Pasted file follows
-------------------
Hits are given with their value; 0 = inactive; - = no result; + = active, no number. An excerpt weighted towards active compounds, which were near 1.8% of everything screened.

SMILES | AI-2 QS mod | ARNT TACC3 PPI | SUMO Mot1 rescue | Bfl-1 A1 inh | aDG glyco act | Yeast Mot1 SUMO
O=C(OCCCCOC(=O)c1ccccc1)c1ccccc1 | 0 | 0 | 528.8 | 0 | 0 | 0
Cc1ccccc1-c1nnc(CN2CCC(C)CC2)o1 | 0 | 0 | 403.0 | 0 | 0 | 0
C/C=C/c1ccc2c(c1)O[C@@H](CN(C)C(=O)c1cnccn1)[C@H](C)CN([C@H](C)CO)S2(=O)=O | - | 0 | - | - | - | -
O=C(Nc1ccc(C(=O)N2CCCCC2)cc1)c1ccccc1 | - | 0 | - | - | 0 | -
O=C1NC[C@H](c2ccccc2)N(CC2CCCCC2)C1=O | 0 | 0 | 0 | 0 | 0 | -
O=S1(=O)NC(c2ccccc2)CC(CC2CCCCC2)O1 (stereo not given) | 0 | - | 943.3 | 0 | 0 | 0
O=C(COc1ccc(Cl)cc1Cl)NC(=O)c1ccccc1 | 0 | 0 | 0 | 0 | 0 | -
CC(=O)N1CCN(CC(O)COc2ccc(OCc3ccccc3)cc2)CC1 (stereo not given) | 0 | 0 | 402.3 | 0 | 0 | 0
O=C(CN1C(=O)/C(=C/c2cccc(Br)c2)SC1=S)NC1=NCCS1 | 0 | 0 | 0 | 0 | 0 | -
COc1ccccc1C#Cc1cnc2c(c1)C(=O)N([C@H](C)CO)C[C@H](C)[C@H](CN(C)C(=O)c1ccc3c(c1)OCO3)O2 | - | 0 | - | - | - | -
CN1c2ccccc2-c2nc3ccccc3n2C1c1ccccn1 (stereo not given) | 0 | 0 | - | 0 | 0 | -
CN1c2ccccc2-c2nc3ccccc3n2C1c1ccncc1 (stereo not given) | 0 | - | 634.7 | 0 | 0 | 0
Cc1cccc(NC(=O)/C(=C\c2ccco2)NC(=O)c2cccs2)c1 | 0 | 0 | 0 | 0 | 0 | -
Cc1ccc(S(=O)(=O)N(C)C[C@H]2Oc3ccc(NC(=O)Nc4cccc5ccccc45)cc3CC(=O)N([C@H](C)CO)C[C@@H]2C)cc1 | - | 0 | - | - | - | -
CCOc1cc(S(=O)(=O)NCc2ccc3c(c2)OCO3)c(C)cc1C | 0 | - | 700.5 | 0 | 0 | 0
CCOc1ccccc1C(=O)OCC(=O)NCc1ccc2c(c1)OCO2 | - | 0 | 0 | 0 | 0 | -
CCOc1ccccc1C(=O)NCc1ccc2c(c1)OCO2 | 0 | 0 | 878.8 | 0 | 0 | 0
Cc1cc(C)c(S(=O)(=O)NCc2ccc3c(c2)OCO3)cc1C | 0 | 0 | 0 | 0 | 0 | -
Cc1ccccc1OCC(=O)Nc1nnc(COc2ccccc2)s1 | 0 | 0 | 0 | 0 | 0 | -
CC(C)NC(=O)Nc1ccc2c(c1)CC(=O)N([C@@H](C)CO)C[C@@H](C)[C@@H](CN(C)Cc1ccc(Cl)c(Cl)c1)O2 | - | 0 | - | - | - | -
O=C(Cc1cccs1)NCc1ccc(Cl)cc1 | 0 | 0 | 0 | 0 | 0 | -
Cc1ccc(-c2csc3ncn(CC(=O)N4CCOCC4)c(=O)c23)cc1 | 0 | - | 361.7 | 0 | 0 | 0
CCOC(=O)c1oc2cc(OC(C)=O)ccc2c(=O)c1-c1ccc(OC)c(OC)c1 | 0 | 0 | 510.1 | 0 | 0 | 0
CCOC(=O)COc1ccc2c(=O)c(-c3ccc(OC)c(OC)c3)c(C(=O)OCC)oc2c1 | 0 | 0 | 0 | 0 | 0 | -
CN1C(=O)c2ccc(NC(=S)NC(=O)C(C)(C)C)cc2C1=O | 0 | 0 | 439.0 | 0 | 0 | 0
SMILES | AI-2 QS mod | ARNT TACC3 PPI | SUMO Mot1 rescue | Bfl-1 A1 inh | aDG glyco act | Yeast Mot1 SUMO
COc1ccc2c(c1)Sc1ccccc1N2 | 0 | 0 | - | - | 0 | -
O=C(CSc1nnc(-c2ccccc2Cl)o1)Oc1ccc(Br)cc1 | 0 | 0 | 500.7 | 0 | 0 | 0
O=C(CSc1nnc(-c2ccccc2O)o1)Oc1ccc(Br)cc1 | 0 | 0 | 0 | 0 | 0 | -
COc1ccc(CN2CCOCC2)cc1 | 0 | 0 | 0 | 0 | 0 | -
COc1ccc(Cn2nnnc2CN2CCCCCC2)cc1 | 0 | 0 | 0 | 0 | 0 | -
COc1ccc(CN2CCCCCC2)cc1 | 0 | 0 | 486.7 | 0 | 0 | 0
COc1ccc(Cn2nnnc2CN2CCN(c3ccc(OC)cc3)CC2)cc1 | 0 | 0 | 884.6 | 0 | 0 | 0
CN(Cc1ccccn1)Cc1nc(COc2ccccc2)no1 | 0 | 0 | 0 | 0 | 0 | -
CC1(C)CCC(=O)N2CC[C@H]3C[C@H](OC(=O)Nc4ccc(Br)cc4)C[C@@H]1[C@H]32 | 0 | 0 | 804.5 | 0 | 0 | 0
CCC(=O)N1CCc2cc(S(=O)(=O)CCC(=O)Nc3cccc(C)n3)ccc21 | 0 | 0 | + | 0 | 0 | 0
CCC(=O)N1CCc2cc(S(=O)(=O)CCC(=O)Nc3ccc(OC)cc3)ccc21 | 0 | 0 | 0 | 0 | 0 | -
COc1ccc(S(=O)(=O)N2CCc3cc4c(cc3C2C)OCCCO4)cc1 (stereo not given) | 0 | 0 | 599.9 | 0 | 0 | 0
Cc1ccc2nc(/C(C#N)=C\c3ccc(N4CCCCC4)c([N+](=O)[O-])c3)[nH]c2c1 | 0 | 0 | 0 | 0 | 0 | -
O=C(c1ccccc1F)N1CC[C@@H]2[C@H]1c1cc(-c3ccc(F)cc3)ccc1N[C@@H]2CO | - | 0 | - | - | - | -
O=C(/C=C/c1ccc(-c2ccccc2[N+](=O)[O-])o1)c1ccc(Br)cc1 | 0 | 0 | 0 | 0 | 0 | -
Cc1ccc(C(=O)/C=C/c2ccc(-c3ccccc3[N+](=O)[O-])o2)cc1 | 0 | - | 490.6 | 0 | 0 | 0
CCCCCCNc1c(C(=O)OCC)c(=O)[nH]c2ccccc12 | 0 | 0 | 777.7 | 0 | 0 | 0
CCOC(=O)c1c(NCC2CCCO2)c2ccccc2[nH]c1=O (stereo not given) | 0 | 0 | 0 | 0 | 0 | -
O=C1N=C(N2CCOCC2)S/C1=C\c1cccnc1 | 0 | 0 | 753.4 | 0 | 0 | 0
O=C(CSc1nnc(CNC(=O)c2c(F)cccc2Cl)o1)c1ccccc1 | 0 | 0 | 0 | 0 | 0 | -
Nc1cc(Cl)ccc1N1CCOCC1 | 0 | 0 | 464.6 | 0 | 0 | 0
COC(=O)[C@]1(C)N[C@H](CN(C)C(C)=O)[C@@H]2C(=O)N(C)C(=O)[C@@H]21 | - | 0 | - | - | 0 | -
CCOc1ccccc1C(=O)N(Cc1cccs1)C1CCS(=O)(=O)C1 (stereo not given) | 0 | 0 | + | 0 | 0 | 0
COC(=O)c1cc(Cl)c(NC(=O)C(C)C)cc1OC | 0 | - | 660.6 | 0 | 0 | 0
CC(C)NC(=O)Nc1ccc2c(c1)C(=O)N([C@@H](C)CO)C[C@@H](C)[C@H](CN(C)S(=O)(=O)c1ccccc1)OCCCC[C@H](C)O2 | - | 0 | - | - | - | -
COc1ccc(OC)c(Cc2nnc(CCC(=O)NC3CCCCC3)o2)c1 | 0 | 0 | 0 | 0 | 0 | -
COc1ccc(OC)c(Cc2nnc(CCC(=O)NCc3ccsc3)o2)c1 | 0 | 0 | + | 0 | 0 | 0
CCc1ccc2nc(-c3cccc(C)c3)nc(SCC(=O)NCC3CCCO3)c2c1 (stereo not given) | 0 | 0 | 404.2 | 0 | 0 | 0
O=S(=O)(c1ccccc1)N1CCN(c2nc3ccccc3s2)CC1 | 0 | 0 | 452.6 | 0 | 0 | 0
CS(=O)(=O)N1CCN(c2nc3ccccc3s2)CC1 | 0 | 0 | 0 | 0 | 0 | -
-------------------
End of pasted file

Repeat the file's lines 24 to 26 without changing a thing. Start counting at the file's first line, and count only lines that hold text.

Cc1ccc(-c2csc3ncn(CC(=O)N4CCOCC4)c(=O)c23)cc1 | 0 | - | 361.7 | 0 | 0 | 0
CCOC(=O)c1oc2cc(OC(C)=O)ccc2c(=O)c1-c1ccc(OC)c(OC)c1 | 0 | 0 | 510.1 | 0 | 0 | 0
CCOC(=O)COc1ccc2c(=O)c(-c3ccc(OC)c(OC)c3)c(C(=O)OCC)oc2c1 | 0 | 0 | 0 | 0 | 0 | -